Ensure Final Phase of Polling Is Carried Out Peacefully, Without Interference: Mamata to EC
New Delhi: West Bengal Chief Minister Mamata Banerjee on Saturday asked the Election Commission to ensure fair and peaceful polling in the remaining nine Lok Sabha constituencies of the state that go to polls on May 19.
The state witnessed incidents of violence in the previous six phases, with three poll-related deaths reported so far. In an unprecedented development, the EC had deployed 770 companies of central forces to oversee the sixth phase, the largest such deployment until now.
Polling will be held on Sunday in the remaining nine constituencies of south Bengal where an estimated 1,49,63,064 voters will decide the fate of 111 candidates. Kolkata North and South, Dum Dum, Barasat, Basirhat, Jadavpur, Diamond Harbour, Jaynagar (SC) and Mathurapur (SC) seats will vote.
In a letter to the EC, Banerjee wrote that a number of “illegal, unconstitutional and biased decisions” have been seen during the election process due to the “undue influence of the Central government and the ruling party at the Centre”.
“As a result, not only the state government administration and its officers but also the common people of the state have been harassed and attacked in various manners,” she wrote.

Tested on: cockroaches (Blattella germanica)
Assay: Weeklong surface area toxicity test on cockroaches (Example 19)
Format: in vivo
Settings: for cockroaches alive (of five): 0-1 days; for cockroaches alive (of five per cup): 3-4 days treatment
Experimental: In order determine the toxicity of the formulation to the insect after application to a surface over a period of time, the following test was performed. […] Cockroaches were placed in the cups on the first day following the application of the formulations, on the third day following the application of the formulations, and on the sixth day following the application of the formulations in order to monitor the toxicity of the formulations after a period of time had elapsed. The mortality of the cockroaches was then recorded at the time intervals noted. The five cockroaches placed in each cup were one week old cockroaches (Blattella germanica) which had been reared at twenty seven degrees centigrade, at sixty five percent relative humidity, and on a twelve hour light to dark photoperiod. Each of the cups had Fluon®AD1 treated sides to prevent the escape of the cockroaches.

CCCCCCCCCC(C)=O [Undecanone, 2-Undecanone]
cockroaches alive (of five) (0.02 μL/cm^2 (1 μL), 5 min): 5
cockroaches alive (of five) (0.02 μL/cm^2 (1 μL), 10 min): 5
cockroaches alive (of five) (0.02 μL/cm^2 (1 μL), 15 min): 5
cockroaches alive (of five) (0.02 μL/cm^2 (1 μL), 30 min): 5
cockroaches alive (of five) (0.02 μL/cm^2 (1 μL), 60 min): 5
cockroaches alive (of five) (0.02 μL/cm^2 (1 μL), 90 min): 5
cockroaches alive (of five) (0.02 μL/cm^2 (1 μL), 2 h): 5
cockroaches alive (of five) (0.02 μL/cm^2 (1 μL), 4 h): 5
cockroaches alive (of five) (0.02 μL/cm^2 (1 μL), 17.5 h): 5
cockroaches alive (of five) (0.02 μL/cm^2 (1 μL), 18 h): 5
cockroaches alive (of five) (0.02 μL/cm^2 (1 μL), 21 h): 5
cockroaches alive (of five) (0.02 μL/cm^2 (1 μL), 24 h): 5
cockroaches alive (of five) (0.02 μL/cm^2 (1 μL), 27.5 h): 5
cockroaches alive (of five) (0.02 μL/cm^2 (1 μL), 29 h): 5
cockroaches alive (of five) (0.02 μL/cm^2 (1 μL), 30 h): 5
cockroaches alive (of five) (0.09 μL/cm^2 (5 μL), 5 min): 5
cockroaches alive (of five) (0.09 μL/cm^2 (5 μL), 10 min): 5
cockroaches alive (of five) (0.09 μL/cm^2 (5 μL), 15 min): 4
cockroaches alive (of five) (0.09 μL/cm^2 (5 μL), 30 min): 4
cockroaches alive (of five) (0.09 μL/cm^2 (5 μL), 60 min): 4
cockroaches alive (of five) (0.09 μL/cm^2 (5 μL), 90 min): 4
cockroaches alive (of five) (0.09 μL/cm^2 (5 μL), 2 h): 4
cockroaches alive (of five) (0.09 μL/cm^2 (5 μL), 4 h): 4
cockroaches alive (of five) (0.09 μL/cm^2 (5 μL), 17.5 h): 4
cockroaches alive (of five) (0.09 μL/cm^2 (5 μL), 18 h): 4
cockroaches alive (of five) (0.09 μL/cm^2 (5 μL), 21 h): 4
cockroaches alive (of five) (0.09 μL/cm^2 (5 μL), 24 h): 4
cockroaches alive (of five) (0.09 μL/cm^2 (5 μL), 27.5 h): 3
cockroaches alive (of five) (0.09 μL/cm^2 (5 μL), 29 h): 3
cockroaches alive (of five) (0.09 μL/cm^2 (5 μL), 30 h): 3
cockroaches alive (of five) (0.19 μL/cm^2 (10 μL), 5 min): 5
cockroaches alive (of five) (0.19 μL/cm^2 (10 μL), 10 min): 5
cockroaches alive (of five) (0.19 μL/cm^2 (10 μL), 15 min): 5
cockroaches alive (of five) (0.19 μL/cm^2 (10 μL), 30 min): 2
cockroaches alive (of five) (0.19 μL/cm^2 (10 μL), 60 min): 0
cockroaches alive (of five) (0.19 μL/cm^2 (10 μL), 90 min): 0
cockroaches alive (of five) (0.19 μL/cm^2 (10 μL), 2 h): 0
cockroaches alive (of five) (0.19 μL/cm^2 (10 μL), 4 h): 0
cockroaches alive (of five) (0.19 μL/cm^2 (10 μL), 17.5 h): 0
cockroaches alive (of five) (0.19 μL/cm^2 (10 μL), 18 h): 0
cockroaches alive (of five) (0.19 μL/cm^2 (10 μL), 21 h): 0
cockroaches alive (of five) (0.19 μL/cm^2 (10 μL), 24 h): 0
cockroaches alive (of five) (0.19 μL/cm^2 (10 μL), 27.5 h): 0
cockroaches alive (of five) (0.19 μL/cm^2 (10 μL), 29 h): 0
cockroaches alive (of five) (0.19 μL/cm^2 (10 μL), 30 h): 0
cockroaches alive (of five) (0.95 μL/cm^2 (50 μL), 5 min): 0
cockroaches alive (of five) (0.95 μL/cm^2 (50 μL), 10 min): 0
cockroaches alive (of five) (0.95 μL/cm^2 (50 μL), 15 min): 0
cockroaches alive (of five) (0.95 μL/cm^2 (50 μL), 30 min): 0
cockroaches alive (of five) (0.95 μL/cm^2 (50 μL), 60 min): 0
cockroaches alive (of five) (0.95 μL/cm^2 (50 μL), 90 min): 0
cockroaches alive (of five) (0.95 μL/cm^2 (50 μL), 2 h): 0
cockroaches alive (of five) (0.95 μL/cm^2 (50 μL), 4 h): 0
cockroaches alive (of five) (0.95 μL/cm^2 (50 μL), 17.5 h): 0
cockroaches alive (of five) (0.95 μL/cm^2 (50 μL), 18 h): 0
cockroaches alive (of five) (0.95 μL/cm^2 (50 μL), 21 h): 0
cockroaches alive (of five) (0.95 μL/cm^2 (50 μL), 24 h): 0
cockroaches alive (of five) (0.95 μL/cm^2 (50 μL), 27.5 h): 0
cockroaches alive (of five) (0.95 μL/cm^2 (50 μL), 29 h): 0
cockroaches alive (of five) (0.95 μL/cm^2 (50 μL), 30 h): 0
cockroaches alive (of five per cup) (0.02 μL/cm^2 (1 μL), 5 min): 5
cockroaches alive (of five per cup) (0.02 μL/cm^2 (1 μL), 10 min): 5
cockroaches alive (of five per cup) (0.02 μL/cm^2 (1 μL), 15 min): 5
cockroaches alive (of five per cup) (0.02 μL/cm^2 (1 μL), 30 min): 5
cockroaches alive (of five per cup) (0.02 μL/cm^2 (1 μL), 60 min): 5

In the latest round of violence, arson and stone-pelting took place during BJP chief Amit Shah’s roadshow in Kolkata. Afterwards, suspected members of the ABVP allegedly destroyed a bust of noted reformer Ishwar Chandra Vidyasagar at Vidyasagar College. Both BJP and the TMC accused each other of vandalism.
After the violence, the EC had curtailed campaigning in the state by a day. This move was criticised by the ruling TMC as well as other Opposition leaders who claimed it benefited the PM.
“…all evidences show that the roadshow of the BJP president in Kolkata on May 14 was permitted by way of withdrawing Section 144 in the area by the new commissioner of police appointed by the Election Commission,” she said. “The roadshow was itself a deliberate, intentional and a criminal conspiracy to vandalise the culture and heritage of Kolkata and West Bengal and also to defame the West Bengal government and its people.”
Banerjee said the EC’s appointment of two retired government officials as special observers was not according to law. “These two special observers had shown partisan attitude and always complied with the instructions given by the central government and the ruling party at the Centre time and again,” she wrote. “All these issues were brought to the notice of the Election Commission but no justice has been done.”
Banerjee further urged the EC to ensure that polling in the final phase is completed “peacefully, impartially and without any undue interference of the central government and without any intervention by the ruling party at the Centre”.